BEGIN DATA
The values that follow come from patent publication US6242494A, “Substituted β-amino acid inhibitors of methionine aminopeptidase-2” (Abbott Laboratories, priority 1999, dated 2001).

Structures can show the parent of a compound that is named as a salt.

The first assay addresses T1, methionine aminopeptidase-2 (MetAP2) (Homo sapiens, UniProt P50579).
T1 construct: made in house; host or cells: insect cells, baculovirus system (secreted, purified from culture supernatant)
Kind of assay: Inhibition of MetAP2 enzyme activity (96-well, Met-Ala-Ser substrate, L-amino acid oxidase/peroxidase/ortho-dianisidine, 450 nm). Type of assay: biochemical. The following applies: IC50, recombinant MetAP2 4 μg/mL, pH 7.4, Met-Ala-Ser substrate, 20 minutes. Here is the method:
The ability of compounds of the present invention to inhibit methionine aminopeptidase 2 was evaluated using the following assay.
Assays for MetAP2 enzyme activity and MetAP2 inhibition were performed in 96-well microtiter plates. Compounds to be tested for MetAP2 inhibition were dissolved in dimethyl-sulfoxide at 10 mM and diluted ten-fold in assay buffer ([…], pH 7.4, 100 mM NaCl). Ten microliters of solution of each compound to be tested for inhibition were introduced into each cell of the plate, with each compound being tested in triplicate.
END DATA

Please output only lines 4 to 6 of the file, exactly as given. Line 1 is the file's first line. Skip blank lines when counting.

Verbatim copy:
T1 construct: made in house; host or cells: insect cells, baculovirus system (secreted, purified from culture supernatant)
Kind of assay: Inhibition of MetAP2 enzyme activity (96-well, Met-Ala-Ser substrate, L-amino acid oxidase/peroxidase/ortho-dianisidine, 450 nm). Type of assay: biochemical. The following applies: IC50, recombinant MetAP2 4 μg/mL, pH 7.4, Met-Ala-Ser substrate, 20 minutes. Here is the method:
The ability of compounds of the present invention to inhibit methionine aminopeptidase 2 was evaluated using the following assay.